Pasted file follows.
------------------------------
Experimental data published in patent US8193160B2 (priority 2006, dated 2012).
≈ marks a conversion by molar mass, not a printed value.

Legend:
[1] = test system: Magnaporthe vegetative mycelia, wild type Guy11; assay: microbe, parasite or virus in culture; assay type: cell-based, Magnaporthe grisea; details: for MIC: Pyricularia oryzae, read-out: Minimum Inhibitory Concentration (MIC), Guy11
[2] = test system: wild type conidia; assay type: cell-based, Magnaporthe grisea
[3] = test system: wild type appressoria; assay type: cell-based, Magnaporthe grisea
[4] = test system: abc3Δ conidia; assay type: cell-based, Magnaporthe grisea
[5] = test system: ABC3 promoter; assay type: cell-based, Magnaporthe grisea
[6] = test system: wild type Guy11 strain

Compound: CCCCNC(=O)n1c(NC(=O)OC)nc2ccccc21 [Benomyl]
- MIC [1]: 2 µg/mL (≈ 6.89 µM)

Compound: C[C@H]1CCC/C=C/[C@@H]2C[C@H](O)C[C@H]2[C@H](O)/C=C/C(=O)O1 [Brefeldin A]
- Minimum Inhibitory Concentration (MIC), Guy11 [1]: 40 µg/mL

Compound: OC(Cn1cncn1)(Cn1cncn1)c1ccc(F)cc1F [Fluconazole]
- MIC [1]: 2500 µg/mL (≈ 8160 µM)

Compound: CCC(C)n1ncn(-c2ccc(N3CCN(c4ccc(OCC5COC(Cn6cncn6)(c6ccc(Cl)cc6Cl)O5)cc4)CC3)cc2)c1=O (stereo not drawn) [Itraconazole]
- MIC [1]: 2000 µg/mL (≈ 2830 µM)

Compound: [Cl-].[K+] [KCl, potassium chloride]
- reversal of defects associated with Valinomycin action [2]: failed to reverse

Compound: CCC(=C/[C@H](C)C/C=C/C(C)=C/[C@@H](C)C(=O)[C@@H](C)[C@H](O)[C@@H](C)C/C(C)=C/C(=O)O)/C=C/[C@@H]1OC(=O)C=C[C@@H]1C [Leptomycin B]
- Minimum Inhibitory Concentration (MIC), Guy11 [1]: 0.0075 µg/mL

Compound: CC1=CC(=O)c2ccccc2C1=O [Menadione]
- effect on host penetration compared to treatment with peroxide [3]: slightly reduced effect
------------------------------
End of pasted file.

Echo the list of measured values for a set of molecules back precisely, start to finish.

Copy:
Experimental data published in patent US8193160B2 (priority 2006, dated 2012).
≈ marks a conversion by molar mass, not a printed value.

Legend:
[1] = test system: Magnaporthe vegetative mycelia, wild type Guy11; assay: microbe, parasite or virus in culture; assay type: cell-based, Magnaporthe grisea; details: for MIC: Pyricularia oryzae, read-out: Minimum Inhibitory Concentration (MIC), Guy11
[2] = test system: wild type conidia; assay type: cell-based, Magnaporthe grisea
[3] = test system: wild type appressoria; assay type: cell-based, Magnaporthe grisea
[4] = test system: abc3Δ conidia; assay type: cell-based, Magnaporthe grisea
[5] = test system: ABC3 promoter; assay type: cell-based, Magnaporthe grisea
[6] = test system: wild type Guy11 strain

Compound: CCCCNC(=O)n1c(NC(=O)OC)nc2ccccc21 [Benomyl]
- MIC [1]: 2 µg/mL (≈ 6.89 µM)

Compound: C[C@H]1CCC/C=C/[C@@H]2C[C@H](O)C[C@H]2[C@H](O)/C=C/C(=O)O1 [Brefeldin A]
- Minimum Inhibitory Concentration (MIC), Guy11 [1]: 40 µg/mL

Compound: OC(Cn1cncn1)(Cn1cncn1)c1ccc(F)cc1F [Fluconazole]
- MIC [1]: 2500 µg/mL (≈ 8160 µM)

Compound: CCC(C)n1ncn(-c2ccc(N3CCN(c4ccc(OCC5COC(Cn6cncn6)(c6ccc(Cl)cc6Cl)O5)cc4)CC3)cc2)c1=O (stereo not drawn) [Itraconazole]
- MIC [1]: 2000 µg/mL (≈ 2830 µM)

Compound: [Cl-].[K+] [KCl, potassium chloride]
- reversal of defects associated with Valinomycin action [2]: failed to reverse

Compound: CCC(=C/[C@H](C)C/C=C/C(C)=C/[C@@H](C)C(=O)[C@@H](C)[C@H](O)[C@@H](C)C/C(C)=C/C(=O)O)/C=C/[C@@H]1OC(=O)C=C[C@@H]1C [Leptomycin B]
- Minimum Inhibitory Concentration (MIC), Guy11 [1]: 0.0075 µg/mL

Compound: CC1=CC(=O)c2ccccc2C1=O [Menadione]
- effect on host penetration compared to treatment with peroxide [3]: slightly reduced effect